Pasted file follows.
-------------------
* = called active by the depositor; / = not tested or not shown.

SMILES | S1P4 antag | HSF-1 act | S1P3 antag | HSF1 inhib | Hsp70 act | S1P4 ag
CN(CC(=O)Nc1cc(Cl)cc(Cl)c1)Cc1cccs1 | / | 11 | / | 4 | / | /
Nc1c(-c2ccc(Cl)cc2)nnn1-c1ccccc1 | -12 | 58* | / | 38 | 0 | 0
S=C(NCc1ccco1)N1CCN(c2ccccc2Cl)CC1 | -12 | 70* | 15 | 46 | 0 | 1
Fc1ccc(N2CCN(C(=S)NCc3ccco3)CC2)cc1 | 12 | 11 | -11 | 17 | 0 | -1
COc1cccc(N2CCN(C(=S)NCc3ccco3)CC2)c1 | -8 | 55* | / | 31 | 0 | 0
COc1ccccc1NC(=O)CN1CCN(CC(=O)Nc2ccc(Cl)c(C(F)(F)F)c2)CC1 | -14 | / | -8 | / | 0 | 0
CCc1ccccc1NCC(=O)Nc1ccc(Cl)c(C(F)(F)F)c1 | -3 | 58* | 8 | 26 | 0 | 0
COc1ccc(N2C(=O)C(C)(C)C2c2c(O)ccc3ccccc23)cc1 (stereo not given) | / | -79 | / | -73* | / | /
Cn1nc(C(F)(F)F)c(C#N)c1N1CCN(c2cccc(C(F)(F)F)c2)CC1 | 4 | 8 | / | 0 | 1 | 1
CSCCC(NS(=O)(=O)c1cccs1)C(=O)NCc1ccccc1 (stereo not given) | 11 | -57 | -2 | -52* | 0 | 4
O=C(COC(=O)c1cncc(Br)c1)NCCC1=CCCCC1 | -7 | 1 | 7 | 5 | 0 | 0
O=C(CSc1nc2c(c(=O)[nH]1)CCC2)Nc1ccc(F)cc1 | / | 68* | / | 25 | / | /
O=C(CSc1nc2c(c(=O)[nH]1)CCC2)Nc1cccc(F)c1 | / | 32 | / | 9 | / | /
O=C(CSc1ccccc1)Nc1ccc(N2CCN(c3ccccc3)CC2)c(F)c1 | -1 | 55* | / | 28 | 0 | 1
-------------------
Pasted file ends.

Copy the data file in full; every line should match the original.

* = called active by the depositor; / = not tested or not shown.

SMILES | S1P4 antag | HSF-1 act | S1P3 antag | HSF1 inhib | Hsp70 act | S1P4 ag
CN(CC(=O)Nc1cc(Cl)cc(Cl)c1)Cc1cccs1 | / | 11 | / | 4 | / | /
Nc1c(-c2ccc(Cl)cc2)nnn1-c1ccccc1 | -12 | 58* | / | 38 | 0 | 0
S=C(NCc1ccco1)N1CCN(c2ccccc2Cl)CC1 | -12 | 70* | 15 | 46 | 0 | 1
Fc1ccc(N2CCN(C(=S)NCc3ccco3)CC2)cc1 | 12 | 11 | -11 | 17 | 0 | -1
COc1cccc(N2CCN(C(=S)NCc3ccco3)CC2)c1 | -8 | 55* | / | 31 | 0 | 0
COc1ccccc1NC(=O)CN1CCN(CC(=O)Nc2ccc(Cl)c(C(F)(F)F)c2)CC1 | -14 | / | -8 | / | 0 | 0
CCc1ccccc1NCC(=O)Nc1ccc(Cl)c(C(F)(F)F)c1 | -3 | 58* | 8 | 26 | 0 | 0
COc1ccc(N2C(=O)C(C)(C)C2c2c(O)ccc3ccccc23)cc1 (stereo not given) | / | -79 | / | -73* | / | /
Cn1nc(C(F)(F)F)c(C#N)c1N1CCN(c2cccc(C(F)(F)F)c2)CC1 | 4 | 8 | / | 0 | 1 | 1
CSCCC(NS(=O)(=O)c1cccs1)C(=O)NCc1ccccc1 (stereo not given) | 11 | -57 | -2 | -52* | 0 | 4
O=C(COC(=O)c1cncc(Br)c1)NCCC1=CCCCC1 | -7 | 1 | 7 | 5 | 0 | 0
O=C(CSc1nc2c(c(=O)[nH]1)CCC2)Nc1ccc(F)cc1 | / | 68* | / | 25 | / | /
O=C(CSc1nc2c(c(=O)[nH]1)CCC2)Nc1cccc(F)c1 | / | 32 | / | 9 | / | /
O=C(CSc1ccccc1)Nc1ccc(N2CCN(c3ccccc3)CC2)c(F)c1 | -1 | 55* | / | 28 | 0 | 1